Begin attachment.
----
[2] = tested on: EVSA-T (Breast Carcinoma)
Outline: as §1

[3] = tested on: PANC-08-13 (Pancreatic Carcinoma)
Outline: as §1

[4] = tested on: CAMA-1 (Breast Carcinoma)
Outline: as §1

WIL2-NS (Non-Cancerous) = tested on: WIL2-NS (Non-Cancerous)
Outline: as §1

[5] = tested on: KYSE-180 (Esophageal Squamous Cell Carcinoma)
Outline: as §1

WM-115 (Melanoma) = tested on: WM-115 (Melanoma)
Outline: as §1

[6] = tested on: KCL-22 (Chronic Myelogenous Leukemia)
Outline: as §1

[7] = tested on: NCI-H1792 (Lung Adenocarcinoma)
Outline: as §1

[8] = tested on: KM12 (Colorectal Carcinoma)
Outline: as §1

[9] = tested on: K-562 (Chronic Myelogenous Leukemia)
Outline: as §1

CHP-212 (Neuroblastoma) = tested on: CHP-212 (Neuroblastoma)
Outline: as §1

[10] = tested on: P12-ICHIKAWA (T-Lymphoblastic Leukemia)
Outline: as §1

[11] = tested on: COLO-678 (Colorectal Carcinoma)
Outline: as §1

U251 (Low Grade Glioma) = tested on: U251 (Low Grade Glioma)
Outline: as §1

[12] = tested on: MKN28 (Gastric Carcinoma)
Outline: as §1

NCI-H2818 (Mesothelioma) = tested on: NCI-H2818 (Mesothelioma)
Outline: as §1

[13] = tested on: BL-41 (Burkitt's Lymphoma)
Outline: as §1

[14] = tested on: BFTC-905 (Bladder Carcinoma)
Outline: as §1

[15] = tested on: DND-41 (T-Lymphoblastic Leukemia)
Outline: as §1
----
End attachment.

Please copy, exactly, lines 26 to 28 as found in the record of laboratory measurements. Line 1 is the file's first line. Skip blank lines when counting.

Outline: as §1

U251 (Low Grade Glioma) = tested on: U251 (Low Grade Glioma)
Outline: as §1